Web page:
A Japanese sword group shows the art of ancient Japan in St. Petersburg. They're modern descendants of the samurai warriors, determined to perserve the traditions. Our Russia correspondent gives us an insight into the art of samurai dances and poetry.
"The Soul of Japan" festival is held in St. Petersburg, Russia.
Modern descendants of the samurai showcase the culture of Japan— ‘the land of the rising sun’.
Traditional sword dances with poetry take main stage in the program.
They are poems about the exploits and philosophy of the samurai.
[Mishiba Meteki, Master of Japanese Songs]:
"Japanese poetry has always been performed in a singing style. During the performance I stretch my stomach, it is necessary to collect a lot of air. While I am singing a single note, I hold in the air, then let it go.”
Since the 19th century such poetry has being accompanied by dance, called Camby.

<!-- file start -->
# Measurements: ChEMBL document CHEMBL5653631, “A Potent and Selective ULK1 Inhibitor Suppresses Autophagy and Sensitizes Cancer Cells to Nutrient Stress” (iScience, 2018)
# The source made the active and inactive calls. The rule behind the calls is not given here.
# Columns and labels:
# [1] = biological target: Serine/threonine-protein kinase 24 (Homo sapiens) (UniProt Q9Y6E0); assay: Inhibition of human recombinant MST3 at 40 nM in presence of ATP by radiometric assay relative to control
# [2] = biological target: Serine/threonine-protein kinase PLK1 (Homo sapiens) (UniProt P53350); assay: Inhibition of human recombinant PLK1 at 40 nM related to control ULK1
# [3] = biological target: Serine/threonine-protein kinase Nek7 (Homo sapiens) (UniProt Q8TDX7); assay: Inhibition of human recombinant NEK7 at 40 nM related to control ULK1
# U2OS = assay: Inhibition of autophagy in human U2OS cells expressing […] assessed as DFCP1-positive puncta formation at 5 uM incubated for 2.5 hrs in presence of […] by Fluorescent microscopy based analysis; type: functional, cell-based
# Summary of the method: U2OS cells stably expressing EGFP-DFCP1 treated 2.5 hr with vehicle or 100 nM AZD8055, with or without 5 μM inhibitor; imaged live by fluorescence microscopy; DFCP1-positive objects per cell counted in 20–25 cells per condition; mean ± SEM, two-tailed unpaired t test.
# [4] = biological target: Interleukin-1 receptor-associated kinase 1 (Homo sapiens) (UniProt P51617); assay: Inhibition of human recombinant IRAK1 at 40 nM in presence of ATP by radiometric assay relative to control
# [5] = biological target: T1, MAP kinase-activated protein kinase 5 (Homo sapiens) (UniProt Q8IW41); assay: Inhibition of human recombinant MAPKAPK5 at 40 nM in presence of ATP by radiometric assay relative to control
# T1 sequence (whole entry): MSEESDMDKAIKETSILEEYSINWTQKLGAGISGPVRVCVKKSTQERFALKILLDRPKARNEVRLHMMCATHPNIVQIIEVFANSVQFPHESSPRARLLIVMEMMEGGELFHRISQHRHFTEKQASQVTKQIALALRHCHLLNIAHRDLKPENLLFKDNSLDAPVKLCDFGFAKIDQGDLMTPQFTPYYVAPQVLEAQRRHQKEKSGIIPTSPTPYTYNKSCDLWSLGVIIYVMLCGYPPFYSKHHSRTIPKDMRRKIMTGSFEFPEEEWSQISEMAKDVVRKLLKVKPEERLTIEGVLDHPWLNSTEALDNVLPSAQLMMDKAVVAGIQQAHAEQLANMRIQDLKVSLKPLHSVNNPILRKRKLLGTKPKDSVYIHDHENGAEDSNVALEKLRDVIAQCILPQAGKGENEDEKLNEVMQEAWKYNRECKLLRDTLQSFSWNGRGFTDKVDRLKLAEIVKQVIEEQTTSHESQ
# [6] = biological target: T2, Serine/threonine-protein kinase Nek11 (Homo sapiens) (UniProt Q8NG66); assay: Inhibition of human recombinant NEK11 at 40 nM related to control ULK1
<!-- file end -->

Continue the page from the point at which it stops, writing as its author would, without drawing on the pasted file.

Camby demonstrates the art of fencing and is also a spiritual discipline.
In addition to artists from Japan, today, Russians are also performing.
Helen used to work with martial arts.
Five years ago, after seeing Goto Keisen’s performance, Helen fell in love with Camby.
To swiftly pull out the katana-sword from its sheath and strike the enemy with skill and a kind of elegance—In Japan, this has always been considered an art form.
But the real master of iaido rarely pulls a sword.
An iaido master seeks to control himself, not the enemy.
According to concert organizers, interest in Japan is constantly growing in St. Petersburg.
[Vitaly Vasiliev, Director, Center for Humanitarian Programs]:
"The word ‘samurai’, the philosophy of Japanese military life and culture is a topic interesting enough to attract many people."
The Japanese Cultural Festival is now in its 12th run.
For Russians, it is a unique opportunity to learn more about the traditions and true culture of the eastern nation.
NTD News, St. Petersburg, Russia.